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Thursday, February 21, 2008

Power to the People

If there’s one thing we’ve learned from the investigation into the torture of crippled cows and the largest recall of beef in U.S. history, it’s that the agribusiness industry can’t be trusted to regulate itself.  Left to its own devices without proper government inspections and enforcement of laws and regulations related to animals and the environment, some in the sector will not exhibit self-restraint, but instead will stoop to any low just to squeeze out a few extra pennies of profit.

Battery_cage That’s why it’s especially appalling that Arizona lawmakers are now making a move to give more power to the agribusiness lobby, and to strip decisions away from people in local communities. Yesterday the state Senate’s Natural Resources and Rural Affairs Committee voted 5 to 2 in favor of S.B. 1373, which would create an industry-stacked Arizona Poultry Husbandry Council with authority over poultry practices—such as the confinement of egg-laying hens in cages so small they can’t even turn around or stretch their wings—and would prevent cities, towns, and counties from enacting any animal welfare measures for these birds.

It’s exactly the inverse of good public policy, at a time when lawmakers should tighten the safeguards for food safety and animal welfare, not give away the literal and proverbial keys to the henhouse. It’s a cynical and underhanded power grab by livestock lobbyists and their allies in the legislature.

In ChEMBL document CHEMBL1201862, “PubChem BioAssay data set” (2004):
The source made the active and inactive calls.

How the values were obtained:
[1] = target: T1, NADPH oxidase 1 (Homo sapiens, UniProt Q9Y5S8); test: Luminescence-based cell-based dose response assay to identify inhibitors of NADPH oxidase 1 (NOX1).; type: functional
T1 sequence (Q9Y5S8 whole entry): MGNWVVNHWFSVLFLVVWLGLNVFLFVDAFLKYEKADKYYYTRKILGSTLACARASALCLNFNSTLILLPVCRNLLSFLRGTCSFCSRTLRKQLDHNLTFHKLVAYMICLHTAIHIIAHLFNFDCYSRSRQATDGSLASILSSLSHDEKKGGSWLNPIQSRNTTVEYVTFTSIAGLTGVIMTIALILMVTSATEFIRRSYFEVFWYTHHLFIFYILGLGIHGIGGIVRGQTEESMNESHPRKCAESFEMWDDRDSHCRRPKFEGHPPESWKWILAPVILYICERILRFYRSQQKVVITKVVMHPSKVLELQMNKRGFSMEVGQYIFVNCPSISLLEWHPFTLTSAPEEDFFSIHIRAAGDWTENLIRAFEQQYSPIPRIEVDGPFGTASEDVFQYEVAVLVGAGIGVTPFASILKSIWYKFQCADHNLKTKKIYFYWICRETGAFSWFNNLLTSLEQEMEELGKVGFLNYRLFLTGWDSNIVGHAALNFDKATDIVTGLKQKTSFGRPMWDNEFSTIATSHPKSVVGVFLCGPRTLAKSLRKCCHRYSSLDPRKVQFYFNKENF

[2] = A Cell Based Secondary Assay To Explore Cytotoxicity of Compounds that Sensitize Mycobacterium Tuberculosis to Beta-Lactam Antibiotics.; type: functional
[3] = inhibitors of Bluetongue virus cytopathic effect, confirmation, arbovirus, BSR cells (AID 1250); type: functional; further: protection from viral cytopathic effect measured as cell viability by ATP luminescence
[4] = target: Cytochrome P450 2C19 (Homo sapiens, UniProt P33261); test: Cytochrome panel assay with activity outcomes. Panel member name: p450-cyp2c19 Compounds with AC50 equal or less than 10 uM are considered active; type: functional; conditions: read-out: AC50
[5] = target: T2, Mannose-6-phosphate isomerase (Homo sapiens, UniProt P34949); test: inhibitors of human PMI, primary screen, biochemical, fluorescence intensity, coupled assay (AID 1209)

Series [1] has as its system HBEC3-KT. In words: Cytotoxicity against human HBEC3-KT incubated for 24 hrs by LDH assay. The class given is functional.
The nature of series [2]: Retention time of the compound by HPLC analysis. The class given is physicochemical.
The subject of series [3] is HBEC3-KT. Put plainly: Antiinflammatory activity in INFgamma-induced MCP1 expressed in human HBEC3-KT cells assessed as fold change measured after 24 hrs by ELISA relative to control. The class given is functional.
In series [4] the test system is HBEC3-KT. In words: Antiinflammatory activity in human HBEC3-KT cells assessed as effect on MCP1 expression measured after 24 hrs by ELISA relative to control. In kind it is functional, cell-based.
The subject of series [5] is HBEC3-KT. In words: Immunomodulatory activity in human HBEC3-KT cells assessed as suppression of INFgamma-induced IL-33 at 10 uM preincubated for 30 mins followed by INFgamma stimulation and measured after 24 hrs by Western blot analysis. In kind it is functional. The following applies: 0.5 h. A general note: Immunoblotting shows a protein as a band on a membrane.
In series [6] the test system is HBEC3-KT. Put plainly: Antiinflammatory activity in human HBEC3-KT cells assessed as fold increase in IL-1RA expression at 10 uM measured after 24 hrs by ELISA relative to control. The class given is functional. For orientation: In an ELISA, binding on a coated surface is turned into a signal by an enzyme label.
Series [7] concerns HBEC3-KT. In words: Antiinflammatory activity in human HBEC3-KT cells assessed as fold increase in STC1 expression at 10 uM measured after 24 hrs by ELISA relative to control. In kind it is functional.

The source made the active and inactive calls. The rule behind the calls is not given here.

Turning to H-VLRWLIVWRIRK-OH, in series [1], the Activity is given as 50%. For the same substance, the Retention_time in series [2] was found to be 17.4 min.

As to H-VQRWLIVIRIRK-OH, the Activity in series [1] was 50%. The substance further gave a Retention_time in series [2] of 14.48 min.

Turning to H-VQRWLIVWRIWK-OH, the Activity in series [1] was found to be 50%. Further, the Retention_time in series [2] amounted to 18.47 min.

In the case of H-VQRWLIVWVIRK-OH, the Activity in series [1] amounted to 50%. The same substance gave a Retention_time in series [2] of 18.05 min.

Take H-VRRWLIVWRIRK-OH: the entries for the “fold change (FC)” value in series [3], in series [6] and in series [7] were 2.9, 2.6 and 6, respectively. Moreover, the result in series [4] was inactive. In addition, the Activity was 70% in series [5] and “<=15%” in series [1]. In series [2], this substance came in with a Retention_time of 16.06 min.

The good news is that Arizona voters are fiercely independent, and don’t roll over quietly when asked to transfer their rights to industries. The new proposal is similar to a bill defeated in 2006—after being introduced by the same senator—which would have stripped the legislature and voters of their authority to enact common sense laws preventing cruelty to farm animals. At the time, the Arizona Republic called it “a rude legislative noise that is offensive to every Arizonan.” The Arizona Daily Star noted that the bill was “especially arrogant.”

Fence2 The trophy hunting lobby tried to pull the same thing back in 2000, and placed a measure on the statewide ballot seeking to restrict the rights of Arizona citizens to vote on any future proposal related to wildlife protection.  Proposition 102 was disguised as a wildlife conservation measure, but would have provided lasting insulation for canned hunts, steel-jawed leghold traps, and other abusive practices. Arizonans saw through the malarkey, and shot it down by a vote of 38 to 62 percent.

These industry power grabs have played out in Congress, too. Last year, an early draft of the Farm Bill included language that could have stricken numerous state and local laws—ranging from prohibitions against horse slaughter to bans on the cruel treatment of farm animals. Section 123 was so broad that it could have been used to threaten animal welfare laws that do not even relate to food production, such as restricting abusive puppy mills and the ownership of dangerous exotic pets. Thankfully, the House Agriculture Committee removed this dangerous and far-reaching provision from the Farm Bill.

Let’s hope that Arizona lawmakers exhibit the same wisdom when it comes to the rights of local communities to make decisions on food safety and animal welfare. If you live in Arizona, tell your legislators to slaughter this terrible and backwards idea.

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